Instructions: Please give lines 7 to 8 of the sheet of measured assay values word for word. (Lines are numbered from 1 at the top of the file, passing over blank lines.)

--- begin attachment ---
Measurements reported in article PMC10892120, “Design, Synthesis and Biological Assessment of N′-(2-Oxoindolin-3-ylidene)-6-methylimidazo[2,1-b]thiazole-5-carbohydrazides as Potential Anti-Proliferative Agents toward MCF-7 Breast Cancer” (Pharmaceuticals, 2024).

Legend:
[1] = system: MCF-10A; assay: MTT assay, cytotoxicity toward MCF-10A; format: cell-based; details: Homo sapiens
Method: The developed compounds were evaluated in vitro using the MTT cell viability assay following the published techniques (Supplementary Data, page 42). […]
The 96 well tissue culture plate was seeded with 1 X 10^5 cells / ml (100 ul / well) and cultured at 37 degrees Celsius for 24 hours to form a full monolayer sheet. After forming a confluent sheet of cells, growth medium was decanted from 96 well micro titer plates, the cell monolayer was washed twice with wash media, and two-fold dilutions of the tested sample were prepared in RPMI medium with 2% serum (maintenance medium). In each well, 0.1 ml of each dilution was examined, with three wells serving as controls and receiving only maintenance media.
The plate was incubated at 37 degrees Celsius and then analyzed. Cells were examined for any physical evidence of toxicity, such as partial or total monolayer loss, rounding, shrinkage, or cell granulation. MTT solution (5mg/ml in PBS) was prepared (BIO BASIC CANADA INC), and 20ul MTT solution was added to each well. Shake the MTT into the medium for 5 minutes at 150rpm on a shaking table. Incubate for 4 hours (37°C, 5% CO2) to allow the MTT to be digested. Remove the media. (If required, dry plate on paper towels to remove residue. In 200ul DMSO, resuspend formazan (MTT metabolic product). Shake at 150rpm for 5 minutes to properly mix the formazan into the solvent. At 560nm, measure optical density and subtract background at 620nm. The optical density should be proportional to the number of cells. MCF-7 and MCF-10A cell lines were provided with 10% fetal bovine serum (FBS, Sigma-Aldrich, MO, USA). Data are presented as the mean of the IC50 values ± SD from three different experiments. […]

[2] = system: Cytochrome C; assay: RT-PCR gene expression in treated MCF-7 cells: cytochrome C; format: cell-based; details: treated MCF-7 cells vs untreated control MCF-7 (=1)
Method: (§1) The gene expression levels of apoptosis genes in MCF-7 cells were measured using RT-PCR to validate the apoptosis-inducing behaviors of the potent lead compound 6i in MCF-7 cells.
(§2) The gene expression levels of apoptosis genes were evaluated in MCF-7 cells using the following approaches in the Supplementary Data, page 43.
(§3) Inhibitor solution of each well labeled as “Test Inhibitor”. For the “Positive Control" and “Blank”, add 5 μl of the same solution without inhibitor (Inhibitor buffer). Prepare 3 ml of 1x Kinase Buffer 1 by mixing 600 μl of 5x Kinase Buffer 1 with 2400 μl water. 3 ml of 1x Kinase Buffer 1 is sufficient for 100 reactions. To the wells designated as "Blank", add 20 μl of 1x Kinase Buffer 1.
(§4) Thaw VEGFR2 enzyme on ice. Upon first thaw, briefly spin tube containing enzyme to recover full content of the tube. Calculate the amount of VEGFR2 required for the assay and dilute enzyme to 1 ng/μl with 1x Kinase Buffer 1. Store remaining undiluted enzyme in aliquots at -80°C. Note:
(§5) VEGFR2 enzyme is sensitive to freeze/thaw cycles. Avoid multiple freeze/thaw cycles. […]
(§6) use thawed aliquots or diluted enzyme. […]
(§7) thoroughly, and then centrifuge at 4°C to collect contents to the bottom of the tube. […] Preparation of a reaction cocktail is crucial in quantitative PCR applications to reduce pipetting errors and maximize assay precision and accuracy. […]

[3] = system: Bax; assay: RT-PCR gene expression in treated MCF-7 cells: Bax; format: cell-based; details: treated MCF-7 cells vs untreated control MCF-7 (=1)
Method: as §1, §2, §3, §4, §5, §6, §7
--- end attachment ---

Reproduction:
[2] = system: Cytochrome C; assay: RT-PCR gene expression in treated MCF-7 cells: cytochrome C; format: cell-based; details: treated MCF-7 cells vs untreated control MCF-7 (=1)
Method: (§1) The gene expression levels of apoptosis genes in MCF-7 cells were measured using RT-PCR to validate the apoptosis-inducing behaviors of the potent lead compound 6i in MCF-7 cells.